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Artists Fight Violence with Music in Sierra Leone


In a crowded street in downtown Freetown, the capital of Sierra Leone, artists staged a concert calling for political tolerance and non-violence during next weekend's presidential and legislative elections. The concert was one of many that the group of musicians and actors has organized in the past two weeks, in a bid to encourage Sierra Leone's grassroots to respond peacefully to the upcoming election. Selah Hennessy reports from Freetown.

Over a dozen artists gathered on a makeshift stage in the heart of Freetown on Tuesday, rallying a crowd of several hundred with songs of peace and unity.

The artists, wearing t-shirts that read "shed no blood for power", shouted patriotic messages to the audience, who sat and stood in circles around them and on rooftops across the street.

This is one of many concerts that have been organized by the "Artists for Peace", as they are called, since the initiative, sponsored by the United Nations Development Program, was begun three weeks ago.

Wahid, one of Sierra Leone's most popular musicians, is the group's spokesman. He says the initiative came about after the artist's heard reports of violence in the country as the election was drawing near.

"Following the news, we have been hearing a lot of violent reports and so we think as musicians we have a civic roles and responsibilities," he said. "As members of society, we fill concerned, that we should come together and try and see if we can influence violent-free elections."

He says the artists felt they could use their roles as musicians and actors to influence the grassroots of Sierra Leone.

"We think if we come out and tell them, do not engage in any violent activities this time around, in these elections, we just think that they will listen to us," he said.

He says it is important that the artists use their influence to emphasize the message of peace, because politicians have not pushed the issue enough.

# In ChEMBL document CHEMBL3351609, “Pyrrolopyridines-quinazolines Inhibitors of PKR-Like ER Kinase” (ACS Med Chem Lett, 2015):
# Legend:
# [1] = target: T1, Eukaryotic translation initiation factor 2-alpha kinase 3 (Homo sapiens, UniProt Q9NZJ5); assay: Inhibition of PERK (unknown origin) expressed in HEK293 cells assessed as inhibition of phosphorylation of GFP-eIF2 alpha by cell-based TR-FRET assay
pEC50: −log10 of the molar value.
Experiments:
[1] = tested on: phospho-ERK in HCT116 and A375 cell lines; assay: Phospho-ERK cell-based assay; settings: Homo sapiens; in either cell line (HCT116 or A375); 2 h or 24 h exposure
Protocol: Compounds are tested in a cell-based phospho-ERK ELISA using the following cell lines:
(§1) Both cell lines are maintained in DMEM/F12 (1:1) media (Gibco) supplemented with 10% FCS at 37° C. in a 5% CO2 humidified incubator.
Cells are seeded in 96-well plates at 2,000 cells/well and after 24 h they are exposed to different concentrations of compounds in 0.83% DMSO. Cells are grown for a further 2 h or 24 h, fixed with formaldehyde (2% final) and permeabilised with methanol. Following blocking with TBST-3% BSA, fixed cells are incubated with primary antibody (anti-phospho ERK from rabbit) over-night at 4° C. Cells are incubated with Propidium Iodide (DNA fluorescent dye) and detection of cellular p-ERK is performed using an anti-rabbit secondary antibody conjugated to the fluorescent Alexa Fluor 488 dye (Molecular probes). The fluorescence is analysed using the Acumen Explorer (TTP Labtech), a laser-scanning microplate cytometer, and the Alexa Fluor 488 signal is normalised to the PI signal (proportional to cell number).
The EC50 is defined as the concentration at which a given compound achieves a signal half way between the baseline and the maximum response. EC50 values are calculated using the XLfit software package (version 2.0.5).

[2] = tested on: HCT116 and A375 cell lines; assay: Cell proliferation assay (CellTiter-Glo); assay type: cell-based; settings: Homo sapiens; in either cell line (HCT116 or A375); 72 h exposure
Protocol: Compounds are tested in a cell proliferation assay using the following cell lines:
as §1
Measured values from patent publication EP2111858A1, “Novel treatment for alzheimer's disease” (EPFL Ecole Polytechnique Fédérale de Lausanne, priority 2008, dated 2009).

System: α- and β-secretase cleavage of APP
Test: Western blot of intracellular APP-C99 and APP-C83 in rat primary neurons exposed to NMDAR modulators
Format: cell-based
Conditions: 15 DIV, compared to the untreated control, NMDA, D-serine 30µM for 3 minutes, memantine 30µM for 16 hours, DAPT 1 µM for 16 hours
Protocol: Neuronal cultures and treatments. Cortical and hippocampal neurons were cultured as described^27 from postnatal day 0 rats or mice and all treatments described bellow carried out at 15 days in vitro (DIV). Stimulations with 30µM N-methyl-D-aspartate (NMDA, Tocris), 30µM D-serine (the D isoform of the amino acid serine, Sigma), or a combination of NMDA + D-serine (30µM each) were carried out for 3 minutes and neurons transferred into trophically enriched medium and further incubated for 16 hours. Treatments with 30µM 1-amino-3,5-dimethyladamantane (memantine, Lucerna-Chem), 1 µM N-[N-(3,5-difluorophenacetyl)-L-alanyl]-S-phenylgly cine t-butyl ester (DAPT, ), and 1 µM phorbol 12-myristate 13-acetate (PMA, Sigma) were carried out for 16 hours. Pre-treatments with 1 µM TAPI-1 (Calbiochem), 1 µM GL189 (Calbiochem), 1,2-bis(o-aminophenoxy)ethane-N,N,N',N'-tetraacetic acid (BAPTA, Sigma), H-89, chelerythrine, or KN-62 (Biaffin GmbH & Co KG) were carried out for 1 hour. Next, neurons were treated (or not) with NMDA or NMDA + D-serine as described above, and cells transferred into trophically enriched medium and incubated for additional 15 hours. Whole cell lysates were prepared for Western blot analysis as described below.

"If you leave it up to the politicians, the majority, or 90 percent of what they will be telling their supporters is the vote for me, vote for me thing, and then 10 percent will be do not get involved in violence," Wahid said. "So we are making this a 100 percent priority thing - to tell them that this is a very sensitive issue."

Ernest Brewah is a famous Sierra Leonean comedian.

Making jokes with the audience, he is dressed in a multi-colored suit, which he says represents the colors of each political party, and a hat printed with the colors of Sierra Leone's national flag.

He says Sierra Leone's security remains fragile after civil war ravaged the country for over a decade, and that the country must be careful not to regress back to violence.

"If we decide to fight, we are only killing development and that is why we are out here today, talking to the people, using musical instruments, drama, comedy - you name it," he said.

He says music and comedy can help divert violence because they dilute the stress of daily life, and politics.

"In a conflict situation, in a war situation, you can get a comedian to go and ease the minds of the fighters, so that is what we did during the war," he said. "You know, we performed comedy and people were laughing and they forget about the pressure."

Many young people in the audience say they agree with the no-violence message of the concerts, and themselves plan to behave well on election day.

"It is important for us to let us stop violence and some of the things that bring trouble and catastrophe in this country," said Sorie Kargbo, who is 20 years old.

Despite the work of the "Artists for Peace" security in Sierra Leone still seems fragile.

Some Sierra Leoneans have been leaving the country ahead of the elections, fearful that violence will break out as voting begins.

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